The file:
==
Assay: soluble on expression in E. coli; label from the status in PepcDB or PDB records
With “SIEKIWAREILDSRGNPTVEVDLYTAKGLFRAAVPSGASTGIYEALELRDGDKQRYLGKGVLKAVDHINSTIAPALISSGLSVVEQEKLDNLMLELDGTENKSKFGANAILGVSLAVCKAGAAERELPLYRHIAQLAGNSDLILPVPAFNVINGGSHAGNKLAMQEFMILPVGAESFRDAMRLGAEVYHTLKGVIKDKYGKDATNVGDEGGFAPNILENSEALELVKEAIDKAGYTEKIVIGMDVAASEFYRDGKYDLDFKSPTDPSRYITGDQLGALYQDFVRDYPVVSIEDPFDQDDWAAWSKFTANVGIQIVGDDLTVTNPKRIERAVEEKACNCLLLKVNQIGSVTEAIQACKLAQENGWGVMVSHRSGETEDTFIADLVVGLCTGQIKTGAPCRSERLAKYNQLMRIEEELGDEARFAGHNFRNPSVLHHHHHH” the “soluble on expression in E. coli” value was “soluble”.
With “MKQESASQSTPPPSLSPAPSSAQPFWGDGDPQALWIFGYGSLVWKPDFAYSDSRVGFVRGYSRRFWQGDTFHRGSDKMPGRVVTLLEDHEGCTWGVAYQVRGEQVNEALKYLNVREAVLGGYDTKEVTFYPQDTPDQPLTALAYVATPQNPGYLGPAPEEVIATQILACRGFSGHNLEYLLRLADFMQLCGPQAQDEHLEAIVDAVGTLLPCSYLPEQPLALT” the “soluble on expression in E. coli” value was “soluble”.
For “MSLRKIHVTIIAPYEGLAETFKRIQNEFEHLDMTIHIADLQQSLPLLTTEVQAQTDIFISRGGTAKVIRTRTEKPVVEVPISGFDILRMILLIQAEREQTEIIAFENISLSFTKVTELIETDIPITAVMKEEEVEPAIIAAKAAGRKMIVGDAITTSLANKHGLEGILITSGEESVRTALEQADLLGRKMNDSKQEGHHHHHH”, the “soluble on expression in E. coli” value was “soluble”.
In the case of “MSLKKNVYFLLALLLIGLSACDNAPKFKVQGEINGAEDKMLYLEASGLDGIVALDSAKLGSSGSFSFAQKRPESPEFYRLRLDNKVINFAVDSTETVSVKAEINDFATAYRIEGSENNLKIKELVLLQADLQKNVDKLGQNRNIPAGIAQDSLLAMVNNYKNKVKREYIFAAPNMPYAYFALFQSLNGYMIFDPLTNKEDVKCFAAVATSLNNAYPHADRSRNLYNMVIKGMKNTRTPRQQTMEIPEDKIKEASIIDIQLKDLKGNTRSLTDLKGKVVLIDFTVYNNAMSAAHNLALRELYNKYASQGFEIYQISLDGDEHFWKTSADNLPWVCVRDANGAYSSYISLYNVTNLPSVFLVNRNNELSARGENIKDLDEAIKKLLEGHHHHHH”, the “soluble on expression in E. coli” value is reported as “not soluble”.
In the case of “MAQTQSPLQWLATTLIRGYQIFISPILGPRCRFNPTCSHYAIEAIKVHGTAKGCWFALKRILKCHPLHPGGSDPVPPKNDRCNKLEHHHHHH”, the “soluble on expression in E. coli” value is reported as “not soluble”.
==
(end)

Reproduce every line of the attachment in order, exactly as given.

Assay: soluble on expression in E. coli; label from the status in PepcDB or PDB records
With “SIEKIWAREILDSRGNPTVEVDLYTAKGLFRAAVPSGASTGIYEALELRDGDKQRYLGKGVLKAVDHINSTIAPALISSGLSVVEQEKLDNLMLELDGTENKSKFGANAILGVSLAVCKAGAAERELPLYRHIAQLAGNSDLILPVPAFNVINGGSHAGNKLAMQEFMILPVGAESFRDAMRLGAEVYHTLKGVIKDKYGKDATNVGDEGGFAPNILENSEALELVKEAIDKAGYTEKIVIGMDVAASEFYRDGKYDLDFKSPTDPSRYITGDQLGALYQDFVRDYPVVSIEDPFDQDDWAAWSKFTANVGIQIVGDDLTVTNPKRIERAVEEKACNCLLLKVNQIGSVTEAIQACKLAQENGWGVMVSHRSGETEDTFIADLVVGLCTGQIKTGAPCRSERLAKYNQLMRIEEELGDEARFAGHNFRNPSVLHHHHHH” the “soluble on expression in E. coli” value was “soluble”.
With “MKQESASQSTPPPSLSPAPSSAQPFWGDGDPQALWIFGYGSLVWKPDFAYSDSRVGFVRGYSRRFWQGDTFHRGSDKMPGRVVTLLEDHEGCTWGVAYQVRGEQVNEALKYLNVREAVLGGYDTKEVTFYPQDTPDQPLTALAYVATPQNPGYLGPAPEEVIATQILACRGFSGHNLEYLLRLADFMQLCGPQAQDEHLEAIVDAVGTLLPCSYLPEQPLALT” the “soluble on expression in E. coli” value was “soluble”.
For “MSLRKIHVTIIAPYEGLAETFKRIQNEFEHLDMTIHIADLQQSLPLLTTEVQAQTDIFISRGGTAKVIRTRTEKPVVEVPISGFDILRMILLIQAEREQTEIIAFENISLSFTKVTELIETDIPITAVMKEEEVEPAIIAAKAAGRKMIVGDAITTSLANKHGLEGILITSGEESVRTALEQADLLGRKMNDSKQEGHHHHHH”, the “soluble on expression in E. coli” value was “soluble”.
In the case of “MSLKKNVYFLLALLLIGLSACDNAPKFKVQGEINGAEDKMLYLEASGLDGIVALDSAKLGSSGSFSFAQKRPESPEFYRLRLDNKVINFAVDSTETVSVKAEINDFATAYRIEGSENNLKIKELVLLQADLQKNVDKLGQNRNIPAGIAQDSLLAMVNNYKNKVKREYIFAAPNMPYAYFALFQSLNGYMIFDPLTNKEDVKCFAAVATSLNNAYPHADRSRNLYNMVIKGMKNTRTPRQQTMEIPEDKIKEASIIDIQLKDLKGNTRSLTDLKGKVVLIDFTVYNNAMSAAHNLALRELYNKYASQGFEIYQISLDGDEHFWKTSADNLPWVCVRDANGAYSSYISLYNVTNLPSVFLVNRNNELSARGENIKDLDEAIKKLLEGHHHHHH”, the “soluble on expression in E. coli” value is reported as “not soluble”.
In the case of “MAQTQSPLQWLATTLIRGYQIFISPILGPRCRFNPTCSHYAIEAIKVHGTAKGCWFALKRILKCHPLHPGGSDPVPPKNDRCNKLEHHHHHH”, the “soluble on expression in E. coli” value is reported as “not soluble”.